Asus Padfone Infinity – what is it?
It’s not just one thing. On one side it’s a smartphone, a 5-inch one with a full HD screen; on the other it’s a 10.1-inch tablet that the phone docks into. The idea is that, instead of buying two separate products, you buy one . Is it genius, or just a little mad?
Note: Since recording this video we received a confirmed UK price of £799 – a little more palatable.
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The following is not a review, but our first impressions of the product based on a short time using it. Pricing and availability is tentative and subject to change.
Asus Padfone Infinity – what are the three things I need to know?
- You only need one SIM-card
This is the whole point. In effect you’re getting a smartphone and a 3G-enabled tablet in one. And, because the phone docks into the tablet, you only need one monthly contract. Moreover, as all the data is stored on the phone’s 64GB internal memory, it makes keeping your files and apps together easier.
- The tablet station charges the phone
The 10-inch tablet section has its own battery that, when the phone is docked, charges the phone. It’s like having a battery pack in your bag all the time. Asus says the phone will last 6.5hours of web browsing on its own, but topping it up with charges extends this to 19.5 hours.
- It’s got every feature imaginable…
It sounds a bit boring, but there’s nothing these two don’t have. A quad-core processor from Qualcomm (Snapdragon 600) is at the absolutely bleeding edge, and there’s a 13Mp camera with an 8-shots-per-second burst mode that’ll last for 100 shots. The phone has a 1,920 x 1,080 resolution screen, making it among the sharpest phones you’ll see. It is, in other words, everything you’d expect from the likes of Samsung or Apple in terms of features.
Which? expert view — awesome but expensive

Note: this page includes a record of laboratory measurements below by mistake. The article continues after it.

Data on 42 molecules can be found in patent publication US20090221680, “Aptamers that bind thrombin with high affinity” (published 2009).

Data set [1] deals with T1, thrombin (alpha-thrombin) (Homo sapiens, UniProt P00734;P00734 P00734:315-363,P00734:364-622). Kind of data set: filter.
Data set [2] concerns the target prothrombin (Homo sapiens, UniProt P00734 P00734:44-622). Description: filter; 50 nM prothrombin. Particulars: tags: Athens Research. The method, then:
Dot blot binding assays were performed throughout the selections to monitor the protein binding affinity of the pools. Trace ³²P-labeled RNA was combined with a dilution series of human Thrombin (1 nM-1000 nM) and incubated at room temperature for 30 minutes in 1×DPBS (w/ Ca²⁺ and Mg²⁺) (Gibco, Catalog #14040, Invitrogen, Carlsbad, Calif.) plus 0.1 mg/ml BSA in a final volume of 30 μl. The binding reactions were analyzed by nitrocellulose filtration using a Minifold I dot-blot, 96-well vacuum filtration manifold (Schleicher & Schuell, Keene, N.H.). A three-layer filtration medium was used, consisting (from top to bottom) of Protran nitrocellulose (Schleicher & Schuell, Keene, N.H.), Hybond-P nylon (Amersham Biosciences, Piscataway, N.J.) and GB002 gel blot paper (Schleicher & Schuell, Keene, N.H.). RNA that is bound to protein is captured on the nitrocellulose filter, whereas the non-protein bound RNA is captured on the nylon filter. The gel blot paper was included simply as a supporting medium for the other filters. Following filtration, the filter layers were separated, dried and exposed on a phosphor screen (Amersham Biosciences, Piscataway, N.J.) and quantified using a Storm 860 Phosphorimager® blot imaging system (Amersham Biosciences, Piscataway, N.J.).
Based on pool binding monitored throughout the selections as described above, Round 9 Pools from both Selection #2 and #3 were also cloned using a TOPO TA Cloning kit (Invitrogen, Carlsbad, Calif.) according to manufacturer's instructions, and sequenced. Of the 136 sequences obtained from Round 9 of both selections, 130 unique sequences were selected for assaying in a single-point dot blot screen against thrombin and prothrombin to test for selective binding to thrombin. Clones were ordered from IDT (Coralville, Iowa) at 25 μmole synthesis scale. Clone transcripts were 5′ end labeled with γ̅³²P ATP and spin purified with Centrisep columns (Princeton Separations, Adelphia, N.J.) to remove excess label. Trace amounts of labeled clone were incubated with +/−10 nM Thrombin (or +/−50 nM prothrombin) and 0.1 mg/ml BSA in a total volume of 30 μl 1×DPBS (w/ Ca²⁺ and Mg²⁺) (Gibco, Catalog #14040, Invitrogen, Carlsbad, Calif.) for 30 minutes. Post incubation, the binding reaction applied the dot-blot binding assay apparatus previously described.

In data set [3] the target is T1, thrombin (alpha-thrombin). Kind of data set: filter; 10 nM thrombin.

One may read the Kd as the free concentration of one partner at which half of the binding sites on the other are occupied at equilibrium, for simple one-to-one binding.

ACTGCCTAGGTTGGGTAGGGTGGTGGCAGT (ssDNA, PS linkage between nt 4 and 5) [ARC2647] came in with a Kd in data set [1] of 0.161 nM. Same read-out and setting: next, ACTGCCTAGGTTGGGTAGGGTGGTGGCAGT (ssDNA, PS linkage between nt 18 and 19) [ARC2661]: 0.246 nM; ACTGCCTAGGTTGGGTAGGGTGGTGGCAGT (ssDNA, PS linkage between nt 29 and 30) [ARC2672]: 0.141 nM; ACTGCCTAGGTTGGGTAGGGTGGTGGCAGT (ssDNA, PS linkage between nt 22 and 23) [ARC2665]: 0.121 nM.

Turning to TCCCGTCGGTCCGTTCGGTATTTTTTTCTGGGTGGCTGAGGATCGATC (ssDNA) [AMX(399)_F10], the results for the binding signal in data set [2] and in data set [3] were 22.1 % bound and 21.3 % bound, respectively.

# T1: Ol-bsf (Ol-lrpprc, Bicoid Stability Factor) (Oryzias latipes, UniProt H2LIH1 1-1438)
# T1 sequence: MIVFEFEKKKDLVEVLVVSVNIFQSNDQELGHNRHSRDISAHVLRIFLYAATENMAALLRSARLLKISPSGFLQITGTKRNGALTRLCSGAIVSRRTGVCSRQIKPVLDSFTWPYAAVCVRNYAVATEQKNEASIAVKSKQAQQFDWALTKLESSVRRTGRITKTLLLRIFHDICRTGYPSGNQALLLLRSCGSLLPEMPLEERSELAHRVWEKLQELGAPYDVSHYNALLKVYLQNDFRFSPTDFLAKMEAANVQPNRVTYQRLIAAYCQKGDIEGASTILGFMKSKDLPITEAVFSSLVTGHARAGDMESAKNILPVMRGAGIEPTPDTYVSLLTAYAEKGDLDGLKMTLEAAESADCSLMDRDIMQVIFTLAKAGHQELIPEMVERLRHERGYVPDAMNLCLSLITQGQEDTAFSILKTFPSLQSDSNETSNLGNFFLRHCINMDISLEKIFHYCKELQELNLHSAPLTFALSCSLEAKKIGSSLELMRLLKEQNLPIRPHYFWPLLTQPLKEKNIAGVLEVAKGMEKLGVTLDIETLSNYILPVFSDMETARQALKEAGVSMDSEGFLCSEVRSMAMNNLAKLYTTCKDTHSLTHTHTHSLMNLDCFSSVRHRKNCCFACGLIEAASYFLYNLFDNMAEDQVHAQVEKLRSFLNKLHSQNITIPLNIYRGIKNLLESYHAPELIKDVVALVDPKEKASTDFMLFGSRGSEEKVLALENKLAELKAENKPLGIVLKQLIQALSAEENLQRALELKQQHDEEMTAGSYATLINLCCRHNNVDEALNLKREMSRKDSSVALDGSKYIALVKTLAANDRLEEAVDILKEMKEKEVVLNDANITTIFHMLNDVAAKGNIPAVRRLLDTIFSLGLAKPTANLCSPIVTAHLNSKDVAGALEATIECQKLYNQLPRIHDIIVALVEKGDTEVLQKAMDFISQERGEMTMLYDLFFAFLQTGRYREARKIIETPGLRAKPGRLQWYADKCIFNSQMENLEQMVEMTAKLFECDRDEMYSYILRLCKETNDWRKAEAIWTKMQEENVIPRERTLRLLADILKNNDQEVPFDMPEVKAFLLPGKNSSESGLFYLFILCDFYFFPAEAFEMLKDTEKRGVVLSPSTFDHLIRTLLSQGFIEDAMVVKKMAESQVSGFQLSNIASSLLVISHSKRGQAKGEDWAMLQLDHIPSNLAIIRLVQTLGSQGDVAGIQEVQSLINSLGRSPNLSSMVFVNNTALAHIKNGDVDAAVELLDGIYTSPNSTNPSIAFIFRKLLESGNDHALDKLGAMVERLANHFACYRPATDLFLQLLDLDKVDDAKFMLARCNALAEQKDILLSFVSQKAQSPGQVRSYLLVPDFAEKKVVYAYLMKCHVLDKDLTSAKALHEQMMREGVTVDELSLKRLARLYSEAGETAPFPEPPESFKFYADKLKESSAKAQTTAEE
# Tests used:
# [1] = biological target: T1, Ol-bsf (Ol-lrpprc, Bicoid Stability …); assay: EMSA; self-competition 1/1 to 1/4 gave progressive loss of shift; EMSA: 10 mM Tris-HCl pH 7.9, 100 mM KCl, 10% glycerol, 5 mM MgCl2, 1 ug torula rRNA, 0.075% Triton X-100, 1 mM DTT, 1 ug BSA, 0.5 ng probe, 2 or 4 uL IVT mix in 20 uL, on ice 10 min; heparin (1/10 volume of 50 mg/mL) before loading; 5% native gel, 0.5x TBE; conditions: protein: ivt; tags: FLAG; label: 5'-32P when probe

Where to start? The Padfone Infinity is a tech geek’s dream. Both the phone and tablet look great. Lashings of brushed aluminium give them a refined, premium feel that’ll be the envy of your friends. They’re beautifully crafted. It’s a ‘no limits’ kind of tech gadget.
There are some nice software touches, too. Asus’ SuperNote 3.1 writing app lets you write by hand and have it converted into text on the fly, and a neat cloud storage system combines all your cloud accounts (Google Drive, Dropbox, SkyDrive etc.) into one app with one log-in. It’s running the latest version of Android, too, with a tasteful custom skin from Asus.
If you’re sensing a ‘but’ here then you win a prize. Combined, the Padfone costs £799 – a fair old chunk of change. That’s pretty expensive, though not quite as much as I originally expected given it’ll retail for 999 Euros on the mainland, equivalent to £870, albeit for the 64GB version. You could buy a Google Nexus 4 smartphone and Nexus 10 tablet for £558, however, a saving of £241. Neither are quite bleeding edge as the Padfone, but the Nexus 10 has a super-sharp ‘retina’ level screen compared to the normal HD one on the Padfone’s tablet section.
I’m keener now I’ve heard the lower UK price, but it’ll still test your wallet’s resolve.
Andy Vandervell, deputy technology editor
MWC 2013 FAQ
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MWC is short for Mobile World Congress – it’s the main annual mobile tech trade show, where the likes of Samsung, LG, Sony, Nokia and many more come to launch their new smartphones and tablets.
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